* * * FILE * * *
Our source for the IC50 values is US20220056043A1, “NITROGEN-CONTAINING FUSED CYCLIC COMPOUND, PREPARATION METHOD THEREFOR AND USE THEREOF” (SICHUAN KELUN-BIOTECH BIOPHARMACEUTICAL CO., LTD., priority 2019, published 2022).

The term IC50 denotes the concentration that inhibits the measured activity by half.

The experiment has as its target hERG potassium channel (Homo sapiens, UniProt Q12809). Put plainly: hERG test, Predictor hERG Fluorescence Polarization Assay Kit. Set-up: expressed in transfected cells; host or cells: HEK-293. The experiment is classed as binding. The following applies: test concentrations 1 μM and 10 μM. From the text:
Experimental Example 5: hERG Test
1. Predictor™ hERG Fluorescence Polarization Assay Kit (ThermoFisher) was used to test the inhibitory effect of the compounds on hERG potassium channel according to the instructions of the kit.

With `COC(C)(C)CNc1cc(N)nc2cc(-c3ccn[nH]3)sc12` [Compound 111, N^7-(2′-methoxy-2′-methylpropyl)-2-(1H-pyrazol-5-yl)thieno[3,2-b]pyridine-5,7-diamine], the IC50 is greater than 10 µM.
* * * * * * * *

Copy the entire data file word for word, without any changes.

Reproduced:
Our source for the IC50 values is US20220056043A1, “NITROGEN-CONTAINING FUSED CYCLIC COMPOUND, PREPARATION METHOD THEREFOR AND USE THEREOF” (SICHUAN KELUN-BIOTECH BIOPHARMACEUTICAL CO., LTD., priority 2019, published 2022).

The term IC50 denotes the concentration that inhibits the measured activity by half.

The experiment has as its target hERG potassium channel (Homo sapiens, UniProt Q12809). Put plainly: hERG test, Predictor hERG Fluorescence Polarization Assay Kit. Set-up: expressed in transfected cells; host or cells: HEK-293. The experiment is classed as binding. The following applies: test concentrations 1 μM and 10 μM. From the text:
Experimental Example 5: hERG Test
1. Predictor™ hERG Fluorescence Polarization Assay Kit (ThermoFisher) was used to test the inhibitory effect of the compounds on hERG potassium channel according to the instructions of the kit.

With `COC(C)(C)CNc1cc(N)nc2cc(-c3ccn[nH]3)sc12` [Compound 111, N^7-(2′-methoxy-2′-methylpropyl)-2-(1H-pyrazol-5-yl)thieno[3,2-b]pyridine-5,7-diamine], the IC50 is greater than 10 µM.